- Featured Partners
- Gift Shop
Walking along U Street Northwest on the anniversary of Martin Luther King’s assassination, there is little sign that the neighborhood was on fire forty years ago. Ben’s Chili Bowl, one of the few establishments that survived the riots, has been joined in the past decade by a host of new restaurants and upscale apartments. The boom has brought gentrification and its attendant displacement of longstanding residents, though the area remains ethnically diverse.
My father attended nearby Cardozo High School in the 1930s when it was the all-white Central High. Central became Cardozo in 1950 when it was transferred to the Colored School District to relieve overcrowding as the city’s white population shrank and the black population grew. I have heard unscrupulous realtors blamed for the ”white flight” that took with it development capital in the postwar years, but the prejudice was there to be exploited.
Thoughts of decay and renewal, and the sad King anniversary, bring to mind Langston Hughes’ musing on a dream deferred: ”Maybe it just sags / like a heavy load. / Or does it explode?” The dream exploded in Los Angeles in 1992 when a jury acquitted four police officers videotaped beating Rodney King. It exploded in San Francisco in 1979 when Dan White, who killed Mayor George Moscone and Supervisor Harvey Milk, was convicted only of manslaughter.
On White Night, as the 1979 riot is known, angry gays set fire to a dozen police cars, and police retaliated by storming into the Elephant Walk at 18th and Castro and smashing everything and everyone in sight. A decade earlier on the opposite coast, anti-police riots outside a Greenwich Village bar became a flashpoint for a gay movement already nearly two decades old. Stonewall may have served as a rallying cry, but provided no guidance on what came next.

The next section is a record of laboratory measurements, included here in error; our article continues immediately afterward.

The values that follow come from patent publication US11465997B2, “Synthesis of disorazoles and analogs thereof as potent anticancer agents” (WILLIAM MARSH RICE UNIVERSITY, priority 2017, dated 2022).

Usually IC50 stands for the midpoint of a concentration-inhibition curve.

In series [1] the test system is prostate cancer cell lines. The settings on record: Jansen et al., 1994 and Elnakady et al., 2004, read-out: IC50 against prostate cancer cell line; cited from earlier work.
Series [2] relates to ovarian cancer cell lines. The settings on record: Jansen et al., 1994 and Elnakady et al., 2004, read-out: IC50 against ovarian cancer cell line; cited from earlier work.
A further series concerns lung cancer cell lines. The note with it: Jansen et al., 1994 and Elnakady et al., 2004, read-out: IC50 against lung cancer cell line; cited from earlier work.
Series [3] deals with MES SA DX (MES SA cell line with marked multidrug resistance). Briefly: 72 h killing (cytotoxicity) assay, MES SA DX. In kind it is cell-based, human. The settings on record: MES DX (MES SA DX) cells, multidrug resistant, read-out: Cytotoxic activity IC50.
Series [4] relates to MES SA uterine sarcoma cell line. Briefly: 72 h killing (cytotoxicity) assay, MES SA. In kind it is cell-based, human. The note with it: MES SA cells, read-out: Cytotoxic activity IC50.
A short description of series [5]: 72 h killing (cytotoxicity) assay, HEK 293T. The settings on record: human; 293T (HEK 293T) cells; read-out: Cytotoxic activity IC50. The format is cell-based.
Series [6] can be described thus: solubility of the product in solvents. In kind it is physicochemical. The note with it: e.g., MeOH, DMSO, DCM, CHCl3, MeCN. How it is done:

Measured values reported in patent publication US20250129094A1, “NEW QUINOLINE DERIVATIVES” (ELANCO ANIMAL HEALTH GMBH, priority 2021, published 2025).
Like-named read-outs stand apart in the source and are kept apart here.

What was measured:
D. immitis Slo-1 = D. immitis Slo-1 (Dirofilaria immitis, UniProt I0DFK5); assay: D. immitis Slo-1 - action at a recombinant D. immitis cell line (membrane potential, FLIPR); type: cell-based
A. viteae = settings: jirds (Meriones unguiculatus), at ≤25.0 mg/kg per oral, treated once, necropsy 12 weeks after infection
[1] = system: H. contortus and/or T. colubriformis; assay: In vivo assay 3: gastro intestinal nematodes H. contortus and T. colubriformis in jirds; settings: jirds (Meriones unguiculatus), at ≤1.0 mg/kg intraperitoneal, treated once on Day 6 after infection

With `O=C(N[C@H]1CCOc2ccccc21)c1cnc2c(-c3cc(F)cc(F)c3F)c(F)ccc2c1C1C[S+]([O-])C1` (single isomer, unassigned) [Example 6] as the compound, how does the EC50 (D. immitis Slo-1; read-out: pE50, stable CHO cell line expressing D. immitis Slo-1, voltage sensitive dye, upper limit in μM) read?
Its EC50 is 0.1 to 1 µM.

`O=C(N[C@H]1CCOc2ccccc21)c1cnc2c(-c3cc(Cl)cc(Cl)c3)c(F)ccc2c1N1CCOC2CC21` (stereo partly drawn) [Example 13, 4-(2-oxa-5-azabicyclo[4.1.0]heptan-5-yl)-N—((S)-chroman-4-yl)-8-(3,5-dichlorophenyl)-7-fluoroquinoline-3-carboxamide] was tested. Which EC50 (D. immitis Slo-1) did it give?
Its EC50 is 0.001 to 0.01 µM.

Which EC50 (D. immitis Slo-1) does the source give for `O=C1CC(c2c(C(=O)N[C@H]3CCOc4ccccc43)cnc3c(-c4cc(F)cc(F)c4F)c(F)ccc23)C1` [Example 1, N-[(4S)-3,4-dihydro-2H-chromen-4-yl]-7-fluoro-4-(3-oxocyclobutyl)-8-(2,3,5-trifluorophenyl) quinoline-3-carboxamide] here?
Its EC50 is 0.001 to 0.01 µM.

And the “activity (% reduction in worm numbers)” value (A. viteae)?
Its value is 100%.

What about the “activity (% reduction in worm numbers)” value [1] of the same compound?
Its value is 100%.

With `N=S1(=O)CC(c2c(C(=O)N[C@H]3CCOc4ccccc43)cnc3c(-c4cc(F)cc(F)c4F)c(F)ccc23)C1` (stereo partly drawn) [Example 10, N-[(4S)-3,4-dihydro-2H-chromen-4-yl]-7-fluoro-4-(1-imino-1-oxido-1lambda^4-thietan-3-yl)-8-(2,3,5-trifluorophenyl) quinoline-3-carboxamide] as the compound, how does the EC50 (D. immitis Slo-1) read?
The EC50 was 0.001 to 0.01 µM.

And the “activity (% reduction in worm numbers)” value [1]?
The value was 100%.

America saw riots decades before the turmoil of the 1960s, but they were by whites against blacks. Those riots included Springfield, Ill., in 1908; East St. Louis in 1917; Chicago in 1919; and Rosewood, Fla., in 1923. The Springfield riot provoked a multiracial group that included W.E.B. DuBois, Mary Church Terrell and Henry Moskowitz to create the NAACP, which turns 100 next year.
A key factor in social cohesion is trust. Race riots in the early 20th Century were fueled by false reports resembling the plot of Birth of a Nation (in which an evil half-breed threatens to ravage Lillian Gish). These days, it is hard to see how public trust survives the mutual alienation stoked by partisans who ascribe the worst possible motives to their opponents. The accelerated pace of cable news encourages this race to the bottom in which the informative and enlightening are routinely passed over for the sensational.
Another factor is hope. When a population loses all hope of justice, as happened with the White verdict and the King murder, ties to civic order are cut. Community explosions are not rational acts, but acts of rage and despair. The fuse is often a slow one. When my black ex-boyfriend, a successful executive, describes how he arouses suspicion and unease in strangers merely by walking into elevators and department stores — that is, merely by being black and going about his business — I wonder how he avoids being constantly enraged.
At the same time, we have seen that nobler instincts can also be stirred. In 1978, on the night Moscone and Milk were killed, the public response was not violence but a massive candlelight march up Market Street from the Castro to City Hall. On April 4, 1968, Bobby Kennedy was in Indianapolis for a campaign event, but instead had to announce King’s death. He said, ”In this difficult day, in this difficult time for the United States, it’s perhaps well to ask what kind of a nation we are.” In contrast to Stokely Carmichael, who was in Washington inciting a mob at 14th and U Streets, Kennedy urged the crowd to emulate King by returning love for hatred and rejecting violence. As cities across the country boiled over, Indianapolis remained calm.
Leaders like Martin and Bobby are rare, and we cannot wait for them. We build community in small moments of recognition and affirmation. The streets we walk bear the marks of past struggles. Learning from them enables us to teach, to touch, and to heal.